This is a real top-end phone with top specs in every sector, so if your budget (and hand) can stretch for it, the Samsung Galaxy Note 20 Ultra may really be one worth considering.
Read more: Samsung Galaxy Note 20 Ultra review
The Xiaomi Mi 11 isn’t even the top of the Mi 11 range – that’s the Xiaomi Mi 11 Ultra, but it’s still a top Android handset, benefitting from high-end power and a highly capable camera.
There’s a 108MP f/1.9 main lens and a 13MP f/2.4 ultra-wide, both of which perform well, but the camera highlight is actually its 5MP telemacro snapper, which is far better than the macro cameras on most phones, and functions from further away from the subject.
The Xiaomi Mi 11 also has a great 6.81-inch 1440 x 3200 AMOLED screen with a 120Hz refresh rate, and a battery that charges fast both wired and wireless.
The actual battery life wasn’t amazing in our tests, and we’d have liked to see a telephoto camera included, but otherwise the Xiaomi Mi 11 is a great flagship.
Read more: Xiaomi Mi 11 review
The Samsung Galaxy S20 and Galaxy S20 Plus are – along with the Galaxy S20 Ultra – Samsung’s main 2020 flagship phones, so it’s no wonder they make this list.
While the S20 Plus has a slight specs edge, thanks to a larger 6.7-inch screen, a bigger 4,500mAh battery, a fourth camera lens (for depth-sensing) and optionally more storage, they’re largely very similar phones, so they’re fit to share the same spot.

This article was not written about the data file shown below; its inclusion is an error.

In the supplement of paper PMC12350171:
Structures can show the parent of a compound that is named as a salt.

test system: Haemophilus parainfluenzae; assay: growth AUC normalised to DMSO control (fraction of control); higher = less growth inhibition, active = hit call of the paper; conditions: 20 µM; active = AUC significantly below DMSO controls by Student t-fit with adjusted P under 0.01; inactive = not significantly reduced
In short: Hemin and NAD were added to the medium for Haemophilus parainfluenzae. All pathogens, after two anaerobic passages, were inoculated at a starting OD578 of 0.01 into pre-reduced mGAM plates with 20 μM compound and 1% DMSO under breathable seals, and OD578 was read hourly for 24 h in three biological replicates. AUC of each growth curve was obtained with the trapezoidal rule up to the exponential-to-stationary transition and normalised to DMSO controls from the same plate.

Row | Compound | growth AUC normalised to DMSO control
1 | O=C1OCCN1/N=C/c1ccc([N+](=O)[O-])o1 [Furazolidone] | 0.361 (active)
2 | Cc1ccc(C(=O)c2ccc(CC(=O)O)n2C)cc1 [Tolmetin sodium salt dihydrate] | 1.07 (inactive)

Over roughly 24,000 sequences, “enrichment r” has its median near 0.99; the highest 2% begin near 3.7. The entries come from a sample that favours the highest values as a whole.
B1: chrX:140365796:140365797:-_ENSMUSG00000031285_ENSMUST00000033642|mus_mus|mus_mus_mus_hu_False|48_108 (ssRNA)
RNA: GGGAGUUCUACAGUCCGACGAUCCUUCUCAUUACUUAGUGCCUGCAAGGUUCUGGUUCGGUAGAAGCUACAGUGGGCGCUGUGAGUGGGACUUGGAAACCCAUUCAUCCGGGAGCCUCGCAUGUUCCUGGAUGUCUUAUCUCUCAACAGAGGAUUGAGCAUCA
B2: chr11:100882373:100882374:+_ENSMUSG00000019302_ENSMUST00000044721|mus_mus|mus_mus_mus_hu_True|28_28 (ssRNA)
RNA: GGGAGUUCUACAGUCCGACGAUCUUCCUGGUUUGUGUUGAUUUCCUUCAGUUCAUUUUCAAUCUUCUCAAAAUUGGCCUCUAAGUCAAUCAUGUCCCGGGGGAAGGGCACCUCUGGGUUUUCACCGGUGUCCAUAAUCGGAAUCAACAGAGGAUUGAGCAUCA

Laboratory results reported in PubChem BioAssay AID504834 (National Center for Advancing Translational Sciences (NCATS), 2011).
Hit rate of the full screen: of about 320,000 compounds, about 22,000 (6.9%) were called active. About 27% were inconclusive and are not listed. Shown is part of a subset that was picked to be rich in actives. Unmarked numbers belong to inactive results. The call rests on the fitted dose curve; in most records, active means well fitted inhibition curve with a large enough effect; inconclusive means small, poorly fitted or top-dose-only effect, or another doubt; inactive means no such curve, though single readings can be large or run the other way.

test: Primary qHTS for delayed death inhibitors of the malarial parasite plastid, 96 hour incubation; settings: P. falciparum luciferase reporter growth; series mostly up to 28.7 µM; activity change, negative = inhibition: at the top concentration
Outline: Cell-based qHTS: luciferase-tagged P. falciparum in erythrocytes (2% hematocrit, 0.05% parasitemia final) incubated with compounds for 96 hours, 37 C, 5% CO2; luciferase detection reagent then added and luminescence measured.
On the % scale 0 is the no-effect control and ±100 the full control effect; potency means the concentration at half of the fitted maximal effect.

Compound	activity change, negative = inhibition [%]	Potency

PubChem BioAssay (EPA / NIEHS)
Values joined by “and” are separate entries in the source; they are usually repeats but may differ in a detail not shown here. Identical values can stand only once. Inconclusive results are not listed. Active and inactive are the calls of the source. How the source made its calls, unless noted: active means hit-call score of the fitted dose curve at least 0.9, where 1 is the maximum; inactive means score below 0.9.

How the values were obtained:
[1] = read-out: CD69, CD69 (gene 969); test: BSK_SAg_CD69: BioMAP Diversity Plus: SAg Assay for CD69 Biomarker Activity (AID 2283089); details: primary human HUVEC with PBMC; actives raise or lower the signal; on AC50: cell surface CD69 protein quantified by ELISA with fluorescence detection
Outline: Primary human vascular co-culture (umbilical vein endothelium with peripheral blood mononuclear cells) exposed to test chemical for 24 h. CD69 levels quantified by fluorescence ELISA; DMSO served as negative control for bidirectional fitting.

Both have a highly capable camera array, with 12MP standard, 12MP ultra-wide, and 64MP telephoto sensors, and both also have top-end power, thanks to a Snapdragon 865 or Exynos 990 chipset (depending on where in the world you are) and up to 12GB of RAM.
They also both have a stunning 1440 x 3200 display with a refresh rate of up to 120Hz.
The design is premium too, and they’re both packed full of features, like reverse wireless charging, 5G, an in-screen fingerprint scanner, and water resistance. They might not quite be the very best anymore, but they’re not far off.
Read more: Samsung Galaxy S20 review
Read more: Samsung Galaxy S20 Plus review
As a gaming phone, the Asus ROG Phone 5 is perhaps a bit more niche than most on this list, but it excels for gaming, and as such it’s also a pretty great all-round handset.
With a Snapdragon 888 chipset and up to 16GB of RAM its performance is truly top tier, and its 144Hz screen also excels, even if it’s not quite as sharp as some, at 1080 x 2448. The 6,000mAh battery is huge, lasts a long time, and charges at 65W, the speakers are great, and the phone has shoulder buttons, which help when controlling games.
As a gaming phone, its cameras understandably feel like a bit of an afterthought, and the Asus ROG Phone 5 also has the garish aesthetic that we’ve come to expect on gaming phones – and which will have as many haters as fans. But if you want a power-packed handset that excels for games and other media, while undercutting most conventional flagships, it’s a top choice.
Read more: Asus ROG Phone 5 review